30 November 2006

Ancient Astral Computer

According to the Dec. 1, 2006 The Sydney Morning Herald, Scientists decode ancient astral computer! A 2100-year-old device, the Antikythera Mechanism, is a "complex and uncannily accurate astronomical computer"!

CNN also has an article on this:
Ancient astronomical device thrills scholars, including a picture.

This is awesome story material!

Clarion fundraiser

The latest Clarion E-bulletin tells me that The Clarion Foundation and UCSD have joined forces to embark on a substantial fundraising campaign for the Clarion Science Fiction & Fantasy Writers' Workshop. If you've got some extra $$$$, dig into your wallet and invest in the speculative writers of tomorrow.

29 November 2006

Churchill's words were science fiction

According to an article in The Sydney Morning Herald on Nov. 28, 2006,
Churchill's words were science fiction!

Check out how Dr. Richard Toye of Cambridge University finds similarities between Winston Churchill's speeches and earlier works by H.G. Wells.

Happy Birthday

Three children's authors, speculative fiction writers all, have birthdays today: Louisa May Alcott, Madeline L'Engle and C. S. Lewis.

Louisa May Alcott of Little Women, you say? She wrote sensationalized stories about duels and opium addiction and mind control. I haven't read any of them, but I'm interested enough to google around after I get my two thousand words in today.

Remember the loving family in A Wrinkle in Time? L'Engle's parents weren't very interested in her, only each other, so she imagined happy families for herself. What does your life lack that you make up for in your writing? That's your niche--go for it!

And, C.S. Lewis said, "You can't get a cup of tea big enough or a book long enough to suit me."

28 November 2006

Congratulations, Jim!

On Nov. 22, 2006, the Science Fiction & Fantasy Writers of America announced James Gunn will be the next Grand Master of Science Fiction. Read their Press Release.

Congratulations, Jim! You rock! :)

I've mentioned him before here. Among many other things, Jim founded The J.Wayne and Elsie M. Gunn Center for the Study of Science Fiction at The University of Kansas. He also teaches an Online Writers Workshop in Science Fiction through the Science Fiction Museum and Hall of Fame.

27 November 2006

Butterflies, ski-lift operators, polar bears & hydroelectric planners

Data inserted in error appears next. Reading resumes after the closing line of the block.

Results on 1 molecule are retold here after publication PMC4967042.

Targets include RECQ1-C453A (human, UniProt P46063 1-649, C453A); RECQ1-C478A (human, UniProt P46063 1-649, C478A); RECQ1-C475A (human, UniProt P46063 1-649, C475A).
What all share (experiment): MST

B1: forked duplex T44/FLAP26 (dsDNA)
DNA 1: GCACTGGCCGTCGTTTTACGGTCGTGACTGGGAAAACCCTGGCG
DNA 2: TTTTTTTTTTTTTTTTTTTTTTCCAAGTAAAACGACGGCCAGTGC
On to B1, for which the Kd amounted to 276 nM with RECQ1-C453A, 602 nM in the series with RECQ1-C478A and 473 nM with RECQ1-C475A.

What do butterflies, ski-lift operators, polar bears and hydroelectric planners have in common?
According to the Nov. 26, 2006 Washington Post, they're all 'On the Move to Outrun Climate Change'. Read their full coverage on 'The Threat of Climate Change'.
This topic is rife with story ideas!

26 November 2006

Cover Letters

Have you slaved over a cover letter that will get your story noticed by the editors at Electric Spec? Well, don't. We'll read your story unless it is clear from the cover letter that the story does not meet our guidelines. However, I do grow tired of seeing certain things in cover letters that really don't belong there, such as:

1) personal information: age, marital status, number of children, or day job
2) information about the plot of the story (we are going to read it, after all)
3) the phrase, "I've been writing since I was (fill in the blank) years old"
4) requests for comments about the story
5) information about how much you love to write

Please DO include the essentials listed in the Electric Spec submission guidelines, including the name of the story and author in the subject matter line and a word count. A short summary of past publication credits is helpful, but not essential. Be aware that if you include a link to your biographical information, I probably won't go there. I usually don't have time to follow links around.

Here's a sample over a cover letter that would be just dandy:

Dear Electric Spec Editors:

Please consider the attached 4000-word
story, "Hayward the God's Eye Wanderer" for publication in Electric Spec. My
short stories have previously appeared in IGMS, The New Yorker, and Static
Movement. Thanks for your


Edward E. Egglsby

Pretty easy, huh?

21 November 2006

A Higher Standard

The thing about short stories is that they almost always leave us wanting more. They're a snack, not a meal, but the good ones do leave behind a certain satisfaction--a sort of better-to-have-love-and-lost-rather-than-never-loved-at-all feeling.

Does your story begin where it is supposed to? This is a common problem with rough drafts of novels, but I also see a lot of stories that should have started with the narrative on page two. The writer thinks he needs to take the time to introduce me to his world, or he's so enamored of it he thinks I want the four-hour tour, rather than just slipping in references at appropriate moments. In the narrow slice of life provided by a short story, I think it's most effective to throw your reader right into the crisis. But the crisis action must be plot-provoking, evocative of your world, and show me your character in clear terms. Sounds a lot to ask for, eh? Just know that I hold Electric Spec writers under the same constraints I put on myself.

And to make it tougher, I expect that every paragraph of your action/narrative meet those stringent standards. Think of every scene as sitting on a three-legged stool, the legs being plot, setting, and character. If it doesn't touch on each one your writing isn't tight enough for a short story. (A solid recommendation is once you think you're finished, make a goal to cut your word count by ten percent.) I think some scenes in novels can lean a bit, but a short story reader will topple right out of your story without these three elements propping up each scene.

The best short stories are often more about what you don't say.

20 November 2006

So long, Jack :(

As many of you know, Jack Williamson, world-renowned science fiction author and Grand Master, passed away on Friday November 10, 2006 in Portales, New Mexico at the age of 98.
There are a couple nice articles about him in the Portales News-Tribune: 'Williamson considered one of science fiction's greats', and 'Local writer remembered'.